Cinnamon consists of dried bark, freed from the outer cork and the underlying parenchyma, from the shoots growing on the cut stumps of Cinnamomum zeylanicum Nees.

  • Synonyms: Dalchini, Ceylon Cinnamon, Cinnamon bark.
  • Family: Lauraceae.
  • Geographical source: Srilanka, Malabar Coast of India, Jamaica, and Brazil.

Cultivation and Collection of Cinnamon

It is generally cultivated by seed propagation method but sometimes plant cuttings are also preferred. It mainly needs sandy or siliceous soil which should be rich in humus. The other requirements for its better cultivation are altitude (800 to 1000 meters) and annual rainfall (200 to 250 cm). It is a shade-loving plant. The seeds are propagated in nursery beds in June and July. The distance should be 10 cm in between two plants. The plants should be watered from time to time. Generally, the seeds are germinated within 20 days. Shading is provided to the plants and allowed to grow for about 1 year. Then transplantation in the open field should be done in October or November or the rainy season. The distance should be kept at least 2 meters in between two plants. Weeding should be done 2 to 4 times a year. The plants should be manured in the first year and subsequently increased depending upon the age of the plant. The fertilizers are applied first in monsoon and second in October-November. It will encourage the growth of shoots. Coppicing should be done to induce the formation of shoots. Harvesting should be done in the rainy season because in this season peeling of bark from shoots is easy. The peeled strips are made into bundles, wrapped in coir mats, and allow to ferment for 24 hours. This will loosen the outer cork and cortex which should be removed from the curved brass knife. The collected bark contracts and is converted into quill form after drying. The smaller quills are placed in between larger quills and forms compound quills. The soft and fresh quills are rolled by hand and lightly pressed so it will avoid the splitting of bark into pieces. Then the drug should be shade dried and dried quills are packed into bundles of different grades and marketed. The small pieces and debris are used for the production of Cinnamon oil. The average yield of bark is about 200- 300 kg per hectare and 2-3 kg leaves per hectare, annually.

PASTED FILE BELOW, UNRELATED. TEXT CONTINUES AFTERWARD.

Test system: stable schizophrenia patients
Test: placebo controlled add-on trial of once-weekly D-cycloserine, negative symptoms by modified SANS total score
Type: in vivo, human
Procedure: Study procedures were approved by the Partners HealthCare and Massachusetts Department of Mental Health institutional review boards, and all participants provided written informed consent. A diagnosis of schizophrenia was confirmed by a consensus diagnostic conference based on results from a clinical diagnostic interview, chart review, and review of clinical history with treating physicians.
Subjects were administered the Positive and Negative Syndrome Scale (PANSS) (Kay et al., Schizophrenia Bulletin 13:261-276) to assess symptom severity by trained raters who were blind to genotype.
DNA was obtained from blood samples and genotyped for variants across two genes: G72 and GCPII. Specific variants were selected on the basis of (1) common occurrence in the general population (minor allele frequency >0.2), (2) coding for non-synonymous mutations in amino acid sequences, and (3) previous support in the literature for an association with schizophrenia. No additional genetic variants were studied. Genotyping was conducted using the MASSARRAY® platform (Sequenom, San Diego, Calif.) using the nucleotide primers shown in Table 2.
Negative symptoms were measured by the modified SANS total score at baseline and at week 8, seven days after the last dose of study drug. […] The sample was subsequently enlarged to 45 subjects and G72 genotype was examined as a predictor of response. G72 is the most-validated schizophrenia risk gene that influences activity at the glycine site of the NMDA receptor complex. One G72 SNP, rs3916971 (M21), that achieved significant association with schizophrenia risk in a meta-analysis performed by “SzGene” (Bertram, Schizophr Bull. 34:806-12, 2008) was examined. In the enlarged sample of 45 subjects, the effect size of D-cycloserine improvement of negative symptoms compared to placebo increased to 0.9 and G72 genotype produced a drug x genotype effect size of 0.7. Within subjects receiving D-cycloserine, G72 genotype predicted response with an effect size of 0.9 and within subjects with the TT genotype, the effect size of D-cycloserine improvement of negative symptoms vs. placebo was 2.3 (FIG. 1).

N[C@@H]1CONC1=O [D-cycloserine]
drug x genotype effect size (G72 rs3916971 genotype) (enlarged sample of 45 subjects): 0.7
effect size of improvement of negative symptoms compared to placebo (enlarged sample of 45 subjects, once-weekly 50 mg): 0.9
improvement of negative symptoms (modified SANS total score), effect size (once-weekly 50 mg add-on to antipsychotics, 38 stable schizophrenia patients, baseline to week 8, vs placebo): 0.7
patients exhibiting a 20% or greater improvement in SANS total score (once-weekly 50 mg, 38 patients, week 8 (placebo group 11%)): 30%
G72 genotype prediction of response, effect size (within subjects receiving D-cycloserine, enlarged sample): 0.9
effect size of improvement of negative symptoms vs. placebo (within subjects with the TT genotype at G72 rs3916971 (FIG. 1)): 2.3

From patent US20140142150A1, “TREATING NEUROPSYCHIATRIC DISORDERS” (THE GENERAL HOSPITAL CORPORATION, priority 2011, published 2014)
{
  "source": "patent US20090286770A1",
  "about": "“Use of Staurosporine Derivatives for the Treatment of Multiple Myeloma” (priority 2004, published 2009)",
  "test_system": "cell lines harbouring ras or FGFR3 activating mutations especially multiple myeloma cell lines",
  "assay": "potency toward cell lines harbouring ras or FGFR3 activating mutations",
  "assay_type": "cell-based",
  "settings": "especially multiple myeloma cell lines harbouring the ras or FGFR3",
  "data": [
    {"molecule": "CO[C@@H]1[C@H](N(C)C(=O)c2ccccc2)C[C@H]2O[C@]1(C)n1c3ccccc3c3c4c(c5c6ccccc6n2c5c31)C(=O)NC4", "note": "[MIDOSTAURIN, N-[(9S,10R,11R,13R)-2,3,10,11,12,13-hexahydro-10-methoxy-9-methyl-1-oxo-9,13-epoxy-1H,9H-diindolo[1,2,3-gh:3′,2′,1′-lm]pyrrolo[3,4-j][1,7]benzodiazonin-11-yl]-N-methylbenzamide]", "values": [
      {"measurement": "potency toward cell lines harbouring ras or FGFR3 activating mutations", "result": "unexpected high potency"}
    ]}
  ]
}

Cinnamon plant and Cinnamon bark
Fig.1: Cinnamon plant and Cinnamon bark

Description of Cinnamon

Cinnamon Bark:

  • Colour: Externally dull yellowish-brown, internally dark yellowish-brown.
  • Odour: Aromatic.
  • Taste: Warm and very refined (Sweetish and aromatic followed by warm sensation)
  • Fracture: Splintery.
  • Size: Length is about 1 meter, diameter is nearly 1 cm and thickness is approximately 0.5 mm.
  • Shape: Compound quill form. The wavy longitudinal striations are present on external and internal surfaces of bark (bark freed from cork).

Cinnamon Oil:

  • Colour: Yellow to reddish.
  • Specific gravity: 1.00 to 1.030.
  • Optical rotation: 0 to − 2.
  • Refractive index: 1.562 to 1.582.

Chemical Constituents of Cinnamon

Cinnamon bark contains polycyclic diterpenes and proanthocyanidinoid oligomers. It contains volatile oils (0.5 to 1 percent), phlobatannins (1.2 percent), mucilage, calcium oxalate, starch, and mannitol (responsible for sweetish taste). The cinnamon oil obtained from the distillation method is light yellow and upon storage changes to reddish. The essential oil (5 to 20 ml/kg) is composed of phenylpropane derivatives. Cinnamon oil mainly contains cinnamaldehyde (60 to 70 percent), eugenol (5 to 10 percent), benzaldehyde, cumin aldehyde, and other terpenes such as phellandrene, pinene, cymene, caryophyllene.

Chemical structure of Cinnamon constituents
Fig.2: Chemical structure of Cinnamon constituents

Chemical Test of Cinnamon

To a drop of volatile oil add a drop of ferric chloride solution, a pale green colour develops (cinnamaldehyde produces brown colour and eugenol gives blue colour which results in the formation of pale green colour).

Uses of Cinnamon

The drug is used as an aromatic stimulant, antibacterial, antifungal, antiseptic, carminative, stomachic, and astringent. Commercially, it is also used as spice, condiment, in candy preparation, denitrifies, and perfumery. Cinnamon oil is used in urinary infection and food technology.

Cinnamon oil and cinnamaldehyde are irritating to the skin and mucous membranes. They cause allergic reactions like urticaria or edema of the face and lips.

Substituent and Adulterants of Cinnamon
Table 1: Substituent and Adulterants of Cinnamon
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